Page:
Russia’s space agency, Roscomos, has said Safronov had no access to classified material in his role, which he had occupied for just two months. The allegations instead relate to a period when Safronov would have been working as a reporter at Kommersant.

Journalists and other experts said Safronov appears to have been targeted under an expanded definition of the treason law passed in 2012 in response to mass street protests against President Vladimir Putin.

Safronov’s arrest, they said, suggests this law has now been turned on journalists amid a fresh crackdown that has coincided with moves by the Kremlin to extend Putin’s rule beyond his term limits. Last week, the Kremlin won a referendum on constitutional changes that will allow Putin to remain in power until 2036.

Andrey Soldatov, a veteran journalist and expert on Russian security services, said authorities previously had avoided using the treason law against journalists but that Safronov’s case showed the rules had changed.

It “is an absolutely new level of repression against journalism in the country,” Soldatov wrote.

“The FSB is applying its paranoid definition of espionage to journalists — and is going out of its way to make sure everyone knows. What’s more, senior leaders have apparently sanctioned the action,” Soldatov wrote in The Moscow Times.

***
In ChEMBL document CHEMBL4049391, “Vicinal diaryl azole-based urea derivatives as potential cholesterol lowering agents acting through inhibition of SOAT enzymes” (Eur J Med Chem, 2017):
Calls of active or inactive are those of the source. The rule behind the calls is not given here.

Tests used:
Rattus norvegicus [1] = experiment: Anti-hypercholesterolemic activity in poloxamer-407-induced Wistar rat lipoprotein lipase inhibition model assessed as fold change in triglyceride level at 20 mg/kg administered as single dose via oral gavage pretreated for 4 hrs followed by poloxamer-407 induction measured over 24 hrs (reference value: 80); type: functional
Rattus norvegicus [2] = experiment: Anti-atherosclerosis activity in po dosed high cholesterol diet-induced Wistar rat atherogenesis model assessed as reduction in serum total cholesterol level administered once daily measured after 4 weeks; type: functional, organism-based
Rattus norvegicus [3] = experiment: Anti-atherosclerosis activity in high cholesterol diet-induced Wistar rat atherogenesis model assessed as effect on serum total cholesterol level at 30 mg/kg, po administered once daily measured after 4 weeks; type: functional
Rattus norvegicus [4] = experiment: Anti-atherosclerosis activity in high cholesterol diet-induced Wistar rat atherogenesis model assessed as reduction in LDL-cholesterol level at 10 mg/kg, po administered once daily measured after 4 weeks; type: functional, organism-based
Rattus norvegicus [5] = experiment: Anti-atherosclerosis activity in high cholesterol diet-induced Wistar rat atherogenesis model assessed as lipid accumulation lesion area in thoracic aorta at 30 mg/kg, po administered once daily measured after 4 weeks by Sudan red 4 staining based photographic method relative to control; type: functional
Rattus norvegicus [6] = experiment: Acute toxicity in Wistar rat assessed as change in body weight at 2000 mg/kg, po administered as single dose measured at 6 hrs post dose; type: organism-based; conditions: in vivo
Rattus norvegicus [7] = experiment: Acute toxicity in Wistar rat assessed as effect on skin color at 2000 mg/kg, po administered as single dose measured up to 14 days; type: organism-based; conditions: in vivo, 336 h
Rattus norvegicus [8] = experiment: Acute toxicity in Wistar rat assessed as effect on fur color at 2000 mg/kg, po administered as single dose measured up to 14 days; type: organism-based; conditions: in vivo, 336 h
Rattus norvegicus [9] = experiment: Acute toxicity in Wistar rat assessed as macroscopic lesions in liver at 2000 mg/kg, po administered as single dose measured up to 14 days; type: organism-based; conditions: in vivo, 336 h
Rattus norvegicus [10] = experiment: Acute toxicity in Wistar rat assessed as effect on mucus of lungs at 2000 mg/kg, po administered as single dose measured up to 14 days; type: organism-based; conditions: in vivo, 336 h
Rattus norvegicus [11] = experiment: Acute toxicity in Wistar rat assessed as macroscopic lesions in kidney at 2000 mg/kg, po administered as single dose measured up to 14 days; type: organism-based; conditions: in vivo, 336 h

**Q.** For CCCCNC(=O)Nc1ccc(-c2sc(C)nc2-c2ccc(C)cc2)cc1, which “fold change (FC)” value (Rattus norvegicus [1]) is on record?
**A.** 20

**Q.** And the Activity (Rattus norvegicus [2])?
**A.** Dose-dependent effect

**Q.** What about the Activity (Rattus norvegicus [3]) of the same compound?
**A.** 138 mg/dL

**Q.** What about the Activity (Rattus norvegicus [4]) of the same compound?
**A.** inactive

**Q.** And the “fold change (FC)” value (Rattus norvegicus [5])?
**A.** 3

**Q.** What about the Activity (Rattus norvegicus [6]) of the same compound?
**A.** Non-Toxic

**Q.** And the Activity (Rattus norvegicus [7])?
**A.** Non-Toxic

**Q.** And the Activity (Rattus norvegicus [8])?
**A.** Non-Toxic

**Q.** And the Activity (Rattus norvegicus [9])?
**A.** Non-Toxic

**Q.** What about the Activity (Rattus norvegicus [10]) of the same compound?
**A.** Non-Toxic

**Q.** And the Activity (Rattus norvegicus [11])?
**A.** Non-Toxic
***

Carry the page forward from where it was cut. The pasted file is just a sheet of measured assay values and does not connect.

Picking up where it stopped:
The expanded law is so broad, Soldatov wrote, the FSB doesn’t need to prove a person was spying, only that they were communicating with any “foreign organization” in order to accuse them of treason.

Safronov was arrested a day after a journalist was convicted in another high-profile case. Svetlana Prokopyeva had faced six years prison for a report critical of security services, but a judge instead fined her about $7,000.

Russian journalists also have compared Safronov’s case to that of Ivan Golunov, an investigative reporter whose arrest on crudely fabricated drugs charges last year sparked an exceptional outcry across elite Russian society, forcing authorities eventually to drop the case.

The U.S. embassy in Moscow on Tuesday tweeted on Tuesday that following Safronov’s arrest, “It’s starting to look like a concerted campaign against #MediaFreedom.”

Russia’s foreign ministry responded by tweeting, “Mind your own business.”

The Kremlin has denied Safronov’s arrest is related to his journalistic work and downplayed the media outcry as “emotional.”

“Let’s not confuse a public response with a media response,” Putin spokesman Dmitry Peskov said in his daily briefing call. “We still presume that it has no relation to his journalistic activity.”

It can’t be ruled out he acted as a spy, Peskov added.

Soldatov, the security services expert, said in reality Safronov’s arrest showed that the Kremlin has unleashed the security services to lay down new boundaries for what can be reported on in Russia.

“Putin has now entrusted the ‘journalist question’ to his security services,” Soldatov wrote in The Moscow Times. “We should be very worried.”